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Seven ways to legally cut your tax bill as self-assessment deadline looms

Paloma Kubiak
Written By:
Paloma Kubiak

Millions have yet to submit their tax return, and with the deadline just around the corner as Brits struggle with the cost-of-living crisis, there are ways to legally cut your tax bill and use your self-assessment to claw back cash from the tax man. 

Reena Sewraz, Which? Money expert, said: “There are lots of ways to reduce your tax bill legally, whether you’re an employee or self-employed, a landlord, investor or pensioner. Simple checks can boost your take-home earnings with minimal effort.

“It is always worth doing a quick check to make sure you’re on the right tax code – if this is incorrect you could be eligible for reduced tax or a refund from HMRC. You can also easily check if you’re eligible to claim additional tax reliefs and allowances from the government.”

Here are seven tips from Which? to help you get started…

1) Make the most of reliefs, expenses and allowances 

Take full advantage of tax reliefs, expenses and allowances that might be available – as they can significantly reduce your bill. For example, self-employed workers can deduct legitimate business expenses from their taxable income, including travel, uniforms, office running costs, and the cost of business premises – including energy bills.

Higher rate or additional rate taxpayers who have made Gift Aid declarations when giving to charity can claim back the difference between the basic tax rate and the rate you pay.

Tax relief is also available on pension contributions. For workers who contribute to a workplace pension, the employer may apply full tax relief for the tax rate you pay before you get your pay cheque.

If the employer uses a ‘relief at source’ approach, or if you have a personal pension, you will only receive basic rate tax relief. This means higher and additional rate taxpayers need to claim the difference (20% or 25%) via tax return. An added bonus is that you can backdate a pension tax relief claim by up to four tax years.

If you’ve made money from selling shares or an investment property, you’ll need to pay Capital Gains Tax. The annual exempt allowance before it’s payable stands at £12,300 for 2021/22. You can also offset losses from the same or a previous tax year to reduce your bill. Just register the losses on your self-assessment form.

2) Claim tax relief when working from home

If you work from home for all or part of the week, you might be able to claim tax relief on additional household costs you incur, such as energy bills. Tax relief rules were relaxed during the Covid-19 pandemic when most workers were told to work from home.

If you haven’t claimed tax relief from working from home during the 2020/21 or 2021/22 tax years, you should still be able to claim back £60 per year if you’re a basic rate taxpayer, or £125 per year if you pay higher rate tax.

However, for 2022/23, the rules have reverted, meaning fewer people will be eligible to claim. You can still claim tax relief if your job requires you to work from home, but not if you’re opting to work from home.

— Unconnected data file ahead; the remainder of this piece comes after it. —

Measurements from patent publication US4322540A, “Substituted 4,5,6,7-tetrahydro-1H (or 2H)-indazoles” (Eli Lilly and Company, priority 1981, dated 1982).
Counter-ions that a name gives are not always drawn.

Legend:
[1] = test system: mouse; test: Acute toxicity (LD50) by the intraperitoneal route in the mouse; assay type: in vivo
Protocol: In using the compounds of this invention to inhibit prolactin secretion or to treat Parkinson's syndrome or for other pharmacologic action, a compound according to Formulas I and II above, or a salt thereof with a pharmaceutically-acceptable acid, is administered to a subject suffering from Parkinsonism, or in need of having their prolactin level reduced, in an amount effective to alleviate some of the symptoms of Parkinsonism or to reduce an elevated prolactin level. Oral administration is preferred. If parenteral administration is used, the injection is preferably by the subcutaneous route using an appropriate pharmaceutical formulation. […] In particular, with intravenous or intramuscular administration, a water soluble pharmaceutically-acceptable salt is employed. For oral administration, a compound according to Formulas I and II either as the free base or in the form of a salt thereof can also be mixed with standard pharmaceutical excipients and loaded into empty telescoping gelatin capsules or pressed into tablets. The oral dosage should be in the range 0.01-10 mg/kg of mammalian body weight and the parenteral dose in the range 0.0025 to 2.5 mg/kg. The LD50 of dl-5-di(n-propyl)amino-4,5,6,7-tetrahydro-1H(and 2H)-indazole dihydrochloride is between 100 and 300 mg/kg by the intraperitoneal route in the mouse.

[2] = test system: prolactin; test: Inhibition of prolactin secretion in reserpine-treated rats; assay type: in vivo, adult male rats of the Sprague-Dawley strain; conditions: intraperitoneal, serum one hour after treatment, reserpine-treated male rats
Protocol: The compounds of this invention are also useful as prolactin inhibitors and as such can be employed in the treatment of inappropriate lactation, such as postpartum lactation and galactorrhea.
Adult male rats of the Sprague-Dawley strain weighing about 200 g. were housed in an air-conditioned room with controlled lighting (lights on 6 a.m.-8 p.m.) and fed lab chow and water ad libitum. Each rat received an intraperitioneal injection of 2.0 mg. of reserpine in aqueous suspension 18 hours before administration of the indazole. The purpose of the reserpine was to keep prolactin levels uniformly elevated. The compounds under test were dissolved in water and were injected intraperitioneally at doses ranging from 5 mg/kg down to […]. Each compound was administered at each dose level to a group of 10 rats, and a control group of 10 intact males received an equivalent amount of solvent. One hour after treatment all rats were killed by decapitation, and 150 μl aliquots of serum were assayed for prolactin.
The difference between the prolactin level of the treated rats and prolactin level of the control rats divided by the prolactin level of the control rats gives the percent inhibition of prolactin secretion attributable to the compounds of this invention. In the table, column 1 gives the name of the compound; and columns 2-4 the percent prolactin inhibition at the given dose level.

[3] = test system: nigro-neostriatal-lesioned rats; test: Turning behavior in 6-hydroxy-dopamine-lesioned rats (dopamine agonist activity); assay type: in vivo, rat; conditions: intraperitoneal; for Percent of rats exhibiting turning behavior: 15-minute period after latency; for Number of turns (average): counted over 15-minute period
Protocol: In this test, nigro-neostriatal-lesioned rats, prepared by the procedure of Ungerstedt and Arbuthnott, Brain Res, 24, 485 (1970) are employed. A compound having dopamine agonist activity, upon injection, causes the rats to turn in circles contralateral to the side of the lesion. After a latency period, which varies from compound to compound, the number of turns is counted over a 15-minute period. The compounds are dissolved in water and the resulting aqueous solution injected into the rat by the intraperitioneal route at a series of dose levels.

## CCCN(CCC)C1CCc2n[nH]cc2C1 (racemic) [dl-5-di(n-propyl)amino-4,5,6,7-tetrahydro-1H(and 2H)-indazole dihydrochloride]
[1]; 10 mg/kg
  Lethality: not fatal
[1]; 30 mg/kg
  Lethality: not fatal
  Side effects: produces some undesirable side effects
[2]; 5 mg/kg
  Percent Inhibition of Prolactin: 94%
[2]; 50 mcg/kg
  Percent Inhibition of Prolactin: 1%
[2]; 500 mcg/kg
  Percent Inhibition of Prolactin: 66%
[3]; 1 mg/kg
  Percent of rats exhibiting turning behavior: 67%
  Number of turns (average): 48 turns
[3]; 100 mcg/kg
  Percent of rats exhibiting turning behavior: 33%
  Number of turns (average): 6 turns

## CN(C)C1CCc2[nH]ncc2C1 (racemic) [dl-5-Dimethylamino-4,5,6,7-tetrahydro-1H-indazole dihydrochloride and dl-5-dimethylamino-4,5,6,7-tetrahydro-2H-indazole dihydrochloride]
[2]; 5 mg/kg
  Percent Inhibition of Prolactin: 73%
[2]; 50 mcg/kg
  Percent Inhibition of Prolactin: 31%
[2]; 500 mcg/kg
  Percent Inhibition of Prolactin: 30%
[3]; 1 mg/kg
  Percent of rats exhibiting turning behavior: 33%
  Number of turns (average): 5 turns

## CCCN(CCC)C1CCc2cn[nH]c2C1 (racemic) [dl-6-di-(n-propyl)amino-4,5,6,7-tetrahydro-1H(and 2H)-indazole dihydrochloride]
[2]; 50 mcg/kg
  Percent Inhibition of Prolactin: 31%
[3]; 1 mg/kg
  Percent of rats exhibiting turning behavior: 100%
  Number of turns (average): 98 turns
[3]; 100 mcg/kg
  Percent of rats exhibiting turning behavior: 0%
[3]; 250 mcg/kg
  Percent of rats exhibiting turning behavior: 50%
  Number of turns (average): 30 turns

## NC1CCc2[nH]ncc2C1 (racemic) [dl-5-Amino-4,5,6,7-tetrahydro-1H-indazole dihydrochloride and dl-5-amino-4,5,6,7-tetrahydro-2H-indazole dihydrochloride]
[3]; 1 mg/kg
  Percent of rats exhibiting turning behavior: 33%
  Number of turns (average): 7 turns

You can claim a flat rate of tax relief on £6 a week, or the exact amount of extra costs you’ve incurred – but you’ll need evidence such as receipts, bills, or contracts.

3) Reclaim overpaid taxes

If your income has unexpectedly fallen during the year, or if you pay tax by payments on account and you’ve been taxed more than you should have been, use HMRC’s online guide to reclaim any overpaid tax.

The problem arises as HMRC assumes your personal allowance is equally used each month, and bases payments on account on your previous year’s earnings.

4) Claim unused allowances by amending previous tax returns

The deadline for making changes to a 2020/21 tax return is 31 January 2023, so if there are any allowances you need to take advantage of from the last financial year, there is still a bit of wiggle room. Once a 2021/22 form is filed you can amend it anytime from 72 hours after you’ve filed it until January 31, 2024.

If you want to update a tax return for the 2019/20 tax year or earlier, you can write to HMRC explaining which tax year you are correcting and why. Depending on what you report, you may receive a rebate, but be aware that you might also have to pay more tax.

5) Pay your tax bill on time

Around 12 million people are expected to submit a self-assessment tax return this year. Missing the deadline can be costly with an automatic £100 penalty, even for those who don’t owe any tax.

The deadline for paying the bill is also the same as filing, so if you miss it you’ll be charged interest at 6% from the date the payment was due.

6) Save on your tax bill

If you’re a Pay As You Earn (PAYE) worker, check if you’re on the correct tax code. Those on the incorrect code may be able to pay less tax in the coming months, or receive a rebate from HMRC for previous overpayments.

Instances where you could be on the wrong tax code, or an emergency tax code, include if you’ve started a new job and your new employer doesn’t have a P45; if you’ve recently had a change in salary; or if you’ve started or stopped taxable state benefits.

As an example, basic rate taxpayers given an emergency tax code that excludes their personal allowance could pay an extra £2,514 in the 2022/23 tax year so it really pays to check.

7) Use the Which? tax calculator

You can use the Which? tax calculator to help you with your tax return, with suggestions for allowances you might have missed. You can even use the tool to file your return directly to HMRC.